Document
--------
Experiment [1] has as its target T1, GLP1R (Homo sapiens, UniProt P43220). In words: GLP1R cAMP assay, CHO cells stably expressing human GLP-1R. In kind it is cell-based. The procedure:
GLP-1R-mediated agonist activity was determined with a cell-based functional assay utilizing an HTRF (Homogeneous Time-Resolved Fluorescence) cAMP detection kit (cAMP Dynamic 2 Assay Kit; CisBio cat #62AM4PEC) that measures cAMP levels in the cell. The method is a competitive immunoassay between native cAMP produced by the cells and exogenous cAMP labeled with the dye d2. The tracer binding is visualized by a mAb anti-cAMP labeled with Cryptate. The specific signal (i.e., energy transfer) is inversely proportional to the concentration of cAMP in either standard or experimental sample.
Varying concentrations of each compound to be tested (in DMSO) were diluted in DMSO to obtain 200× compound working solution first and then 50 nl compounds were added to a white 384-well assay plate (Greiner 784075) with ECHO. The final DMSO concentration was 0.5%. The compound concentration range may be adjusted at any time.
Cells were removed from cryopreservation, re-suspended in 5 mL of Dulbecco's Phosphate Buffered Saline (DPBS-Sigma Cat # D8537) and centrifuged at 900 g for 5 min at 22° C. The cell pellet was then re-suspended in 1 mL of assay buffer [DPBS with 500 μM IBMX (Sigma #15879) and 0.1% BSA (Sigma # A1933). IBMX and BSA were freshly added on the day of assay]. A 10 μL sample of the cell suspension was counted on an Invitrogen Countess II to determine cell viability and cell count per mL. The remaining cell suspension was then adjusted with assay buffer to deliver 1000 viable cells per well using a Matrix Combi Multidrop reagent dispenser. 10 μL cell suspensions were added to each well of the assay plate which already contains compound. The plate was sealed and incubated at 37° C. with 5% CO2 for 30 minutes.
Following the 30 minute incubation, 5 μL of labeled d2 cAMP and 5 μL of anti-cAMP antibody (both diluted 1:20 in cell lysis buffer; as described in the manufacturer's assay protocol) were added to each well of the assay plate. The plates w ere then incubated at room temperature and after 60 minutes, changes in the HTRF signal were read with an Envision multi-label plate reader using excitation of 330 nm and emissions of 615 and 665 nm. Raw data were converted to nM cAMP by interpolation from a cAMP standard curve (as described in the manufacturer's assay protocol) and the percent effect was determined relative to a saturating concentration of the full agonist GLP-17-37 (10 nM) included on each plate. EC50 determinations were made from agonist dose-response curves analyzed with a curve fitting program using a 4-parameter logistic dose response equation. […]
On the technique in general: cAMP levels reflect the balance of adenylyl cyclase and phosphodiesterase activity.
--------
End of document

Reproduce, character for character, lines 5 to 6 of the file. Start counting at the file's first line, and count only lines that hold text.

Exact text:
Following the 30 minute incubation, 5 μL of labeled d2 cAMP and 5 μL of anti-cAMP antibody (both diluted 1:20 in cell lysis buffer; as described in the manufacturer's assay protocol) were added to each well of the assay plate. The plates w ere then incubated at room temperature and after 60 minutes, changes in the HTRF signal were read with an Envision multi-label plate reader using excitation of 330 nm and emissions of 615 and 665 nm. Raw data were converted to nM cAMP by interpolation from a cAMP standard curve (as described in the manufacturer's assay protocol) and the percent effect was determined relative to a saturating concentration of the full agonist GLP-17-37 (10 nM) included on each plate. EC50 determinations were made from agonist dose-response curves analyzed with a curve fitting program using a 4-parameter logistic dose response equation. […]
On the technique in general: cAMP levels reflect the balance of adenylyl cyclase and phosphodiesterase activity.